1. INTERNAL AND EXTERNAL AIDS TO INTERPRETATION
• Interpretation means the process of ascertaining the true meaning of the words used in a
statute. The object of interpretation of statutes is to determine the intention of the
legislature conveyed expressly or impliedly in the language used.
• Judges take the help of both Rules and Aids in the interpretation of Statutes.
• As stated by the Supreme Court in K.P. Varghese v. Income Tax Officer, Ernakulam
AIR 1981 SC 1922, interpretation of statute being an exercise in the ascertainment of
meaning, everything which is logically relevant should be admissible. A Rule is a
uniform or established course of things. There are three rules of interpretation of statutes-
Literal, Golden and Mischief. An Aid, on the other hand is a device that helps or assists.
For the purpose of construction or interpretation, the court has to take recourse to various
internal and external aids.
AIDS TO INTERPRETATION OF STATUTES
• An ‘Aid’ is a device that helps or assists. While performing the function of interpreting
provision of a statute, the Court can take help from within the Statute or even outside the
• INTERNAL OR INTRINSIC AIDS
3. Headings & Marginal notes
4. Sections & sub – sections.
8. Proviso & Saving clauses.
10. Non Obstante clause
2. • EXTERNAL OR EXTRINSIC AIDS
3. Travaux Preparations.
4. Statutes in pari material.
5. Contemporanea Expostio.
• Internal aids mean those aids which are available in the statute itself, though they may not
be part of enactment. Some Internal Aids are-
In a Statute, there are basically two title:
• Short Title.
• Long Title.
• Short Title:
• The short title of the Act is only its name and is given solely for the purpose of facility of
• It is merely a name given for identification of the Act and not for description and
generally ends with the year of passing of the Act, such as the Indian Contract Act, 1872,
the Indian Penal Code, 1860, the Indian Evidence Act, 1872.
• It is referred merely for convenience.
• Even though it is a part of the statute, it has no role to play while interpreting a provision
of the Act. Neither can it extend nor can it delimit the clear meaning of a particular
• Long title – Every Statute is headed by a long title and it gives the general description
about the object of an Act. Normally. It begins with the words ‘An Act to…….’
3. • For e.g. the long title of the Code of Civil Procedure, 1908, is – “An Act to consolidate
and amend the laws relating to the procedure of the Courts of Civil Judicature”.
• In recent times, long title has been used by the courts to interpret certain provision of the
• However, it is useful only to the extent of removing the ambiguity and confusions.
• If the words in a statute are unambiguous, no help is derived from the long title.
• Long title is a part of a statute. However, it cannot override plain or clear meaning from
• In Fisher v. Raven 1964 AC 210 (HL)
• Interpretation of the words ‘obtained credit’ in Section 13(1) of the Debtor’s Act, 1869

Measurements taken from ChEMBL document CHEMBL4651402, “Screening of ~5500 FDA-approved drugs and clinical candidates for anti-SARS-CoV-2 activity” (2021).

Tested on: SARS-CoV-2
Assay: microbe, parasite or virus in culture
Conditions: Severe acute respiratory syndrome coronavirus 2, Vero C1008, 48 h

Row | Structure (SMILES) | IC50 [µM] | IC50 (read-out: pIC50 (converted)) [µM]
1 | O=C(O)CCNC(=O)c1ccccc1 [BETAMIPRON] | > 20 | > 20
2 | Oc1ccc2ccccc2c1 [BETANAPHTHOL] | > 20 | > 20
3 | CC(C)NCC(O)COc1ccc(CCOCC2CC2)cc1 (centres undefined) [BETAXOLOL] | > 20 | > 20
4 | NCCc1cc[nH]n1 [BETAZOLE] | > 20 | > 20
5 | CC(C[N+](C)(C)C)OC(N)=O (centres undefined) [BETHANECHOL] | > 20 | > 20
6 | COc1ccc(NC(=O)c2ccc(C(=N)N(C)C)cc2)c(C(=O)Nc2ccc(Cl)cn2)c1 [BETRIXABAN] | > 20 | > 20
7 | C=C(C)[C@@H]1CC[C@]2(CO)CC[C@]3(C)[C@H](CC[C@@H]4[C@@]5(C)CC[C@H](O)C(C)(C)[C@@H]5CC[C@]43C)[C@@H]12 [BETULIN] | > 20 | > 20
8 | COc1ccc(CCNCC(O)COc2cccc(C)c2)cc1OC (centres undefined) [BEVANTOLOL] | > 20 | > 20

• The House of Lords looked at the long title of the Act which reads ‘An Act for the
Abolition of Imprisonment for Debt, for the punishment of fraudulent debtors, and for
other purposes’ and held that the words refer to credit for the payment of money.
• In Poppatlal Shah v. State of Madras, AIR 1953 SC 274- the title of the Madras
General Sales Tax, 1939, was utilised to indicate that the object of the Act is to impose
taxes on sales that take place within the province.
• In Re Kerala Education bill 1959 1 SCR 995, the Supreme Court held that the policy
and purpose may be deduced from the long title and the preamble.
LIMITATIONS OF TITLE AS INTERNAL AIDS TO INTERPRETATION
• Title has no role to play where the words employed in the language are plain and precise
and bear only one meaning.
• Title can be called in aid only when there is an ambiguity in the language giving rise to
• Title cannot prevail over the clear meaning of an enactment.
• Title cannot be used to narrow down or restrict the plain meaning of the language of the
4. • It expresses the scope, object and purpose of the Act more comprehensively than the
• The preamble may depict the ground and the cause of making a statute and the evil which
is sought to be remedied by it.
• For e.g. the Preamble of the Indian Penal Code, 1860, is “Whereas it is expedient to
provide a general Penal Code for India; it is enacted as follows”.
When preamble can be referred:
• When wording gives rise to doubts or where the words or phrase has more than one
meaning. Hence, the preamble can be referred only when the language of the statute is
• It does not override the plain provision of the Act.
• In Kashi Prasad v. State AIR 1950 All 732, the Court held that even though the
preamble cannot be used to defeat the enacting clauses of a statute, it can be treated for
the interpretation of the statute.
• Another important example is found in Kesavananda Bharati v. State of Kerala, AIR
1973 SC 1461– wherein the apex court strongly relied on the Preamble to the
Constitution of India in reaching a conclusion that the power of the Parliament to amend
the constitution under Article 368 was not unlimited and did not enable the Parliament to
alter the Basic Structure of the Constitution.
• In A.C. Sharma v. Delhi Administration AIR 1973 SC 913
• In this case, the appellant challenged his conviction under Section 5 of the Prevention of
Corruption Act, 1947.
• His main ground was that after the establishment of the Delhi Special Police
Establishment, the anti-corruption department of the Delhi Police has ceased to have
power of investigating bribery cases because the preamble of the Delhi Special Police
Establishment Act, 1946 pointed out to this effect.
• The court, however, held that no preamble can interfere with clear and unambiguous
words of a statue.
• Section 3 of the Delhi Special Police Establishment, 1946 empowered the Delhi Special
Police also to investigate such cases.